The ramblings of a disconcerted citizen
In uncertain times the ideas of a civilised society are tested almost to breaking point, but the point of a real civilised society is that it is able to protect the most vulnerable in society at the times they are most in need.
Over the past few years it appears to me that our civil society structure is being tested possibly beyond breaking point.
We are told by our politicians that we are “all in this together”, while at the same time advocating damaging policies that seem to be aimed at the most vulnerable in our society. This is not party political, but a general observation.
It has been revealed in a recent study that with care for the elderly, 20% of our hospitals do not even provide care that would be adequate in law, and over half of the hospitals failed to meet basic standards. Can this be justified in any society?
Councils up and down the country are closing libraries as they are seen as a “soft” target to cut costs. The argument is that everyone can use the internet, conveniently forgetting that 20% of households do not have access to the internet, and that certain sections of our society can only access reading material and the internet via libraries.
Of course these sections of our communities tend to be the old; young; unemployed; disabled; single parents and those in poverty. In other words, those at the margins of our society and the most vulnerable.
Assessment’s for Employment Support Allowance (ESA) and the general stigmatisation of anyone with a disability who claims benefits in the national press is yet another cause for concern. The many stories that are told by those with physical and mental disabilities about how they have been treated in their assessments for benefits are quite horrific. Indeed so horrific, that the process itself quite often exacerbates any illness the applicant has.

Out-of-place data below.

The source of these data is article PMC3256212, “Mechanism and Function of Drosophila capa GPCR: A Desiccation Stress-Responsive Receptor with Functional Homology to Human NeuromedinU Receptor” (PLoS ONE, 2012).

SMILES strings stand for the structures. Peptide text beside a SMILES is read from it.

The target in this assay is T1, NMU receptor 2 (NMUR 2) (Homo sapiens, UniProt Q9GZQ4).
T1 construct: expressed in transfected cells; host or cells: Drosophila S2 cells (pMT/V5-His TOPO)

Mental illness has been at the forefront of this injustice. It appears to be the case, that it is acceptable to refuse people ESA on the most flimsy of grounds and to provide an assessment in a short period of time with a tick sheet mentality.
We all know that the diagnosis of a mental illness can take a long time, even years, and many mental illnesses can change on a day by day or even hour by hour basis. So how can an assessment be made so quickly that will affect the living standards and quality of life of an individual and their family?
I could give many examples, whether from those suffering from Bipolar; depression; social anxiety; personality disorders and so on. One day that person could be fit for work, the next they may be completely incapacitated. Yet the criteria for those making decisions that will affect the wellbeing and health of a human being is being stripped down to a tick sheet and the need to cut costs. It appears that no consideration is being given to the consequences of these decisions, even if it means in a minority of cases, death.
Mental health services are also being stretched to breaking point with the need to make space for the next patient in a crisis being paramount.
It strikes me that those with mental illnesses are the easy targets for the powers that be. Our society is becoming a case of “WHO SHOUTS LOUDEST”. Whether it is the young; the elderly; those in social need or the ill, they have become the easy targets. The question is, why should people have to fight to be treated with respect? It is clear that many in mental distress will find it most difficult to fight against an unjust decision by benefit agencies, which must be known by those implementing the policies.
It now appears from the evidence of real people at the sharp end that the safety net is no longer catching all those it was set up to help.
I have to ask, IS THIS REALLY OUR CIVIL SOCIETY?